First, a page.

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Deep weathering in the semi-arid Coastal Cordillera, Chile

Krone, Laura V.; Hampl, Ferdinand J.; Schwerdhelm, Christopher; Bryce, Casey; Ganzert, Lars; Kitte, Axel; Übernickel, Kirstin; Dielforder, Armin; Aldaz, Santiago; Oses-Pedraza, Rómulo; Perez, Jeffrey Paulo H.; Sanchez-Alfaro, Pablo; Wagner, Dirk; Weckmann, Ute; von Blanckenburg, Friedhelm

The weathering front is the boundary beneath Earth’s surface where pristine rock is converted into weathered rock. It is the base of the “critical zone”, in which the lithosphere, biosphere, and atmosphere interact. Typically, this front is located no more than 20 m deep in granitoid rock in humid climate zones. Its depth and the degree of rock weathering are commonly linked to oxygen transport and fluid flow. By drilling into fractured igneous rock in the semi-arid climate zone of the Coastal Cordillera in Chile we found multiple weathering fronts of which the deepest is 76 m beneath the surface. Rock is weathered to varying degrees, contains core stones, and strongly altered zones featuring intensive iron oxidation and high porosity. Geophysical borehole measurements and chemical weathering indicators reveal more intense weathering where fracturing is extensive, and porosity is higher than in bedrock. Only the top 10 m feature a continuous weathering gradient towards the surface. We suggest that tectonic preconditioning by fracturing provided transport pathways for oxygen to greater depths, inducing porosity by oxidation. Porosity was preserved throughout the weathering process, as secondary minerals were barely formed due to the low fluid flow.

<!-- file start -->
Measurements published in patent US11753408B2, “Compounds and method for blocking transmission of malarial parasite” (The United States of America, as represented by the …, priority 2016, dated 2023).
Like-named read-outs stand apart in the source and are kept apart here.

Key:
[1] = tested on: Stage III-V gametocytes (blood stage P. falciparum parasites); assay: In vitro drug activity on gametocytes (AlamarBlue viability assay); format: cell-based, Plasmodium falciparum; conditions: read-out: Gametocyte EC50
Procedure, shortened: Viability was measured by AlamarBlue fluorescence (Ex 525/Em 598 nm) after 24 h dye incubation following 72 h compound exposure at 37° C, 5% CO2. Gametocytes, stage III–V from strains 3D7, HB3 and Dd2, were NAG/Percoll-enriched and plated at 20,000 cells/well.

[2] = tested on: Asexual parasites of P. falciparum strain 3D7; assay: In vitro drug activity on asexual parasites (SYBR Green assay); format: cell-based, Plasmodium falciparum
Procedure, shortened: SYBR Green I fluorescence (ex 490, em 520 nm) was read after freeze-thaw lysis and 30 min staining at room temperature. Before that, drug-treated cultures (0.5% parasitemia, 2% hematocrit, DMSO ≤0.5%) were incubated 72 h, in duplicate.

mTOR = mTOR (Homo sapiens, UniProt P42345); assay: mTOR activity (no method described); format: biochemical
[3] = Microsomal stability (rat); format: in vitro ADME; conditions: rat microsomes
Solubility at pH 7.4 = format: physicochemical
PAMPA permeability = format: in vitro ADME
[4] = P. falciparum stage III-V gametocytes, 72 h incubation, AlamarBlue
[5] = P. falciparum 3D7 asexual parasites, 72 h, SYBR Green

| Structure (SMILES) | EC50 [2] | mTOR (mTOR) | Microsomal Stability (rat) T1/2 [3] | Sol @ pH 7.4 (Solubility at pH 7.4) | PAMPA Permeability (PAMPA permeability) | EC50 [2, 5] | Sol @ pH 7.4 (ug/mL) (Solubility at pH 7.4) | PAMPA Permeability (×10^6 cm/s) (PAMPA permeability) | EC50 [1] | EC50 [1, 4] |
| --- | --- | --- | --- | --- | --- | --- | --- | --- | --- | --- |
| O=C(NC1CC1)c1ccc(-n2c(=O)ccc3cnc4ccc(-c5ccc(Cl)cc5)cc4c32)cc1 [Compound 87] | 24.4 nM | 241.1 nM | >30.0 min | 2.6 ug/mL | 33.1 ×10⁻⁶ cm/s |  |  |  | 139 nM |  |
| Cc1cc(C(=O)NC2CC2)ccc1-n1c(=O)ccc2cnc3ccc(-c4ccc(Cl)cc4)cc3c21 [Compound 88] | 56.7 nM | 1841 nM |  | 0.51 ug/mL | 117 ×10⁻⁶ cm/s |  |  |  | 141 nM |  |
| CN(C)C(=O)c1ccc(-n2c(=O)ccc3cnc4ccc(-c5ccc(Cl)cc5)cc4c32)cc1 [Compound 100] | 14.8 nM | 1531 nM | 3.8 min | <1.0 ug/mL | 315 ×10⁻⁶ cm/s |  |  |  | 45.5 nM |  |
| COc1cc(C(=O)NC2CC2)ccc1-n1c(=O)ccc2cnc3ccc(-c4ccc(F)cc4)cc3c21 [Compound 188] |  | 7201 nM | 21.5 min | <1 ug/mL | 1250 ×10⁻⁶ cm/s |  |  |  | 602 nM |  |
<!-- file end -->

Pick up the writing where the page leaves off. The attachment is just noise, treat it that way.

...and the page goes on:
Published in: Scientific Reports, 10.1038/s41598-021-90267-7, Springer Nature